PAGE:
After two years, Helfrich, York City Council can't get along
Political divisions and distrust between Mayor Michael Helfrich and York City Council members are undermining city government's ability to make policy, city officials acknowledged.
Helfrich has clashed with the City Council repeatedly since taking office in 2018. Often, the blowup stalls the actual policy he was championing.
"(The lack of transparency) has a tremendous impact," council President Henry Nixon said, echoing a common complaint lodged against the mayor. "I don't know that we can (change that). It is completely in the mayor's hands if he wants to change how he does business."
Just this past week, the council refused to take up a request from Helfrich to waive the city's residency requirement for fire Chief Chad Deardorff. Council members groused because Helfrich knew in September that Deardorff didn't intend to move into the city, but the mayor failed to disclose that to the council until January.
The council's objections threaten Deardorff's job.
Helfrich acknowledged Thursday that he's faced a barrage from the City Council throughout the first two years of his term. Helfrich said the attacks are purely political in nature — potentially a coordinated effort to make him less inclined to seek a second term in 2022.
“Yes, it certainly has made an impact," Helfrich said. "And I wouldn’t be surprised if that is the intent.”
Helfrich said he doesn't know if he'll run in 2022.
“I have little doubt that the majority of complaints made against me by council are political,” Helfrich said.
Several members of the York City Council were close allies of former Mayor Kim Bracey, whom Helfrich ousted from office in 2018 while running as a Republican.
The council's biggest complaints have focused on Helfrich's hiring practices, which at times have taken place without City Council input because they weren't officially director positions.
That includes the appointment of Blanda Nace as chief opportunity development officer and Philip Given as acting director of community and economic development last year. The council has delayed holding a vote on whether to approve Given as official director.
Council Vice President Sandie Walker said Helfrich was a hypocrite for dismissing allegations of transparency issues within his administration, asserting he raised similar concerns when he was on the council during Bracey's administration.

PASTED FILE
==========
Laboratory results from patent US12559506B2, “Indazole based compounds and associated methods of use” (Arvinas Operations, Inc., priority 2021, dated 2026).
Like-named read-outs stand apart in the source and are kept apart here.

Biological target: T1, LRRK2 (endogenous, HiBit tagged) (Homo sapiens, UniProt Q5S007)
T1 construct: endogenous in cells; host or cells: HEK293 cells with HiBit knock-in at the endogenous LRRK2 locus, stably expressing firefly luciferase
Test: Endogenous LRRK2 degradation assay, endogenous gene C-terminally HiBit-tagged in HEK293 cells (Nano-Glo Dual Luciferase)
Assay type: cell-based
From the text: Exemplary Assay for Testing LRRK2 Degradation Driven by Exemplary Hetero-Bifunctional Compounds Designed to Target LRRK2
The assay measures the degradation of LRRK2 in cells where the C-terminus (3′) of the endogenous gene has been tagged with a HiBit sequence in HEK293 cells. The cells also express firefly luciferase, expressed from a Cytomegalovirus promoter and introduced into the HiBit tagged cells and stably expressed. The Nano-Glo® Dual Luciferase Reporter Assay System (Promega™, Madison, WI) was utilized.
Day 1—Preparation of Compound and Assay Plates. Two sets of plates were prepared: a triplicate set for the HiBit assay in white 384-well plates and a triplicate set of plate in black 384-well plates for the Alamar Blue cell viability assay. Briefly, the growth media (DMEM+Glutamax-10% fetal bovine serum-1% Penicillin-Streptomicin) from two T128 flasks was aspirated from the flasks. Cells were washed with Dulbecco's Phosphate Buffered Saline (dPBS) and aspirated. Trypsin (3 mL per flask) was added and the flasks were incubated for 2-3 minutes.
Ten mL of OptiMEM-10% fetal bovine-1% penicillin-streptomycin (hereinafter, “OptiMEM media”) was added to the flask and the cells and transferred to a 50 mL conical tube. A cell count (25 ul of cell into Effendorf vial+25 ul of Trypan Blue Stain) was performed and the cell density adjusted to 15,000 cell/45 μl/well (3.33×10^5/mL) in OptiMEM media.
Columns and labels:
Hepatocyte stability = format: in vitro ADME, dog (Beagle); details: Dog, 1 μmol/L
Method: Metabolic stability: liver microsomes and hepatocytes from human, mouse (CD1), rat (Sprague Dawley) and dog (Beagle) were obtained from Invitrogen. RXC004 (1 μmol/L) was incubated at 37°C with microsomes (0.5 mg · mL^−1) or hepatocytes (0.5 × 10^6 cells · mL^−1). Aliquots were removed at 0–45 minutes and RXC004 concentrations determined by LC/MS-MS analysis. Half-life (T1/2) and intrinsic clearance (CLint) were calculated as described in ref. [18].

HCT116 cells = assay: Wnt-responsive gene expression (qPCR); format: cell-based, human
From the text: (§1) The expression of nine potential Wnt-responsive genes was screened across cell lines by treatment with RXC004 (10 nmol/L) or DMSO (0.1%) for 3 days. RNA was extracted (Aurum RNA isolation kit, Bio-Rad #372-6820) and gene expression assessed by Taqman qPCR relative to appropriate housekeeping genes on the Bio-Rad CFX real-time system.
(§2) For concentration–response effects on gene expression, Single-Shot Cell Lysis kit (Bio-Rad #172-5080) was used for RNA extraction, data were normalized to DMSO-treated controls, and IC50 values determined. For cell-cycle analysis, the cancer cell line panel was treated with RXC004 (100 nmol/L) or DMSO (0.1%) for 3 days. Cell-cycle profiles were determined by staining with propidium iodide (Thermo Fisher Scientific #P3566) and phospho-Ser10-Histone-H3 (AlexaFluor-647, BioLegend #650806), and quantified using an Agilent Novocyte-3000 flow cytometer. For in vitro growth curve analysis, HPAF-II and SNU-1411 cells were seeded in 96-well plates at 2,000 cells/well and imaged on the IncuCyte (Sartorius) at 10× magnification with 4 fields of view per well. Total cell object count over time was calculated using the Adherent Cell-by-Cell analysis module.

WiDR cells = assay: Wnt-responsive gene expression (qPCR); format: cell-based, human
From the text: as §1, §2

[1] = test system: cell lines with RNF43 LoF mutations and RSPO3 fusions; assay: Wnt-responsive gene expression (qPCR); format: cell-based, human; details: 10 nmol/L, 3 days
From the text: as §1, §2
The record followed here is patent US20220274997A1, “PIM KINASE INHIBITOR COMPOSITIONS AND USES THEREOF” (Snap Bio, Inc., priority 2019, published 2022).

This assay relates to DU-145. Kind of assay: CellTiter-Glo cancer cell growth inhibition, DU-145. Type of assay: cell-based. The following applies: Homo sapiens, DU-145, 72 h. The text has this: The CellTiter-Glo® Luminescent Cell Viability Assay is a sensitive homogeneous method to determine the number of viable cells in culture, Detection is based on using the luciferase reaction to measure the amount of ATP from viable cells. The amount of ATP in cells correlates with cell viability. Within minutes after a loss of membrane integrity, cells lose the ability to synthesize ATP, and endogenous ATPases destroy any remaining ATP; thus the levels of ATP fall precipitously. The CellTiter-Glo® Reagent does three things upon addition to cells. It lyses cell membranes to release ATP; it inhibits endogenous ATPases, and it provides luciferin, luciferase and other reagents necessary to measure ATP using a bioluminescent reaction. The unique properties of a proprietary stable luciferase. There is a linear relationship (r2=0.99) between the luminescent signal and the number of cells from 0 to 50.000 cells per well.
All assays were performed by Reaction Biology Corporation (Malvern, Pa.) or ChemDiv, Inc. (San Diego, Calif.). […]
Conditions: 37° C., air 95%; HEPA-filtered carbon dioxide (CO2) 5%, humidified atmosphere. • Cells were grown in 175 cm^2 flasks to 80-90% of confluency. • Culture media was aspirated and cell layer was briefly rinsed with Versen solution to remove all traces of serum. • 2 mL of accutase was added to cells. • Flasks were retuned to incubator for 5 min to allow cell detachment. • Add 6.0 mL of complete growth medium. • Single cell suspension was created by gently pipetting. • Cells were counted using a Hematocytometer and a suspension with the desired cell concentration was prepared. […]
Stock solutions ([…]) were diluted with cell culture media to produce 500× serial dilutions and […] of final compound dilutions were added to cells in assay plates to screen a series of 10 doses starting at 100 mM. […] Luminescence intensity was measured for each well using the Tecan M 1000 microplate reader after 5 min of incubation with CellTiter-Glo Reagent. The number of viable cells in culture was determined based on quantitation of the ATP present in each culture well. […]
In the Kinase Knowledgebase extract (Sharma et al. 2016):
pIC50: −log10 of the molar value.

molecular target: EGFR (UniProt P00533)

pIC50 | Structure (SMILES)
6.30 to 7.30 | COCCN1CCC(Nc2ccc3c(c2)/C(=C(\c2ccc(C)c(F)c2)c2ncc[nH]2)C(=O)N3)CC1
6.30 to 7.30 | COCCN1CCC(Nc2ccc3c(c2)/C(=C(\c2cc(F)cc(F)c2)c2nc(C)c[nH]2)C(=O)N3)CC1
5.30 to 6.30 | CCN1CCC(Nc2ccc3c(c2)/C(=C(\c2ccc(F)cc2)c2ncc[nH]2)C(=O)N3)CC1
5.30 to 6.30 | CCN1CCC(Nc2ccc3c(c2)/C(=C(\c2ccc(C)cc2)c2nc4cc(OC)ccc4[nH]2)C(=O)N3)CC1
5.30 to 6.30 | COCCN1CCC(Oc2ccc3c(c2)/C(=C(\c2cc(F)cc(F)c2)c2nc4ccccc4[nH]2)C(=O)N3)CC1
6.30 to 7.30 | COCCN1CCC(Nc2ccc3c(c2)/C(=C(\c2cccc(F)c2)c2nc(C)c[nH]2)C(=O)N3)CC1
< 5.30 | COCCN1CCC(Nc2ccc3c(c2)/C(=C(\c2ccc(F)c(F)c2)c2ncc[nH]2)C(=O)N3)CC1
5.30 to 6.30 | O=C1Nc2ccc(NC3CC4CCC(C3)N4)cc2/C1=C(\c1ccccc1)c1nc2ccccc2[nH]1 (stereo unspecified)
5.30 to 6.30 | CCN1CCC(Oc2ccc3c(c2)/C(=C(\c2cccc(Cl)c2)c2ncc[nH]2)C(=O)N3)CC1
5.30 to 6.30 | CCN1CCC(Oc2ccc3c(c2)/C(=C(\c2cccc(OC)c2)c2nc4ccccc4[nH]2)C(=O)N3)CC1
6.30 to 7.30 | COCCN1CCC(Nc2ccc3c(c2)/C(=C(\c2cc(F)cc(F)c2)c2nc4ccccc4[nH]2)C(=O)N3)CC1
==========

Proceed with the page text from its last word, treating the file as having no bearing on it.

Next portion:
"This has been an ongoing issue," Walker said. "If you're the mayor, it's your responsibility to communicate with council regardless of if you think that council is going to be receptive or not. It's your job."
When accused of poor hiring practices, however, Helfrich has used the Bracey administration as a counterargument.
For example, last week, he noted Bracey allowed former York City Police Chief Wes Kahley to live outside the city for seven years without backlash from the council. He has also noted that acting directors — appointed without council confirmation — often stayed in the job for years within Bracey's administration.
It's been less than a month since Councilman Lou Rivera was sworn in. Already, he's witnessed the contentious relationship between Helfrich and the city's legislative body.
"It's volatile," Rivera said. "I don't think decisions that affect our community should be based on personality differences. It starts to affect the community."
Rivera said that both the council and the administration have to make changes to effectively govern the city. All of the remaining council members, however, have said Helfrich is the one who is in need of improvement.
For his part, Helfrich maintained that the political strife is not undercutting his administration.
"Do they give me 100% of the changes that I think will make the city run better? No," Helfrich wrote late Thursday in an email. "Has it dramatically hindered the improvements we are making in how the York City government serves the people? No."
— Logan Hullinger can be reached at email@example.com or via Twitter at @LoganHullYD.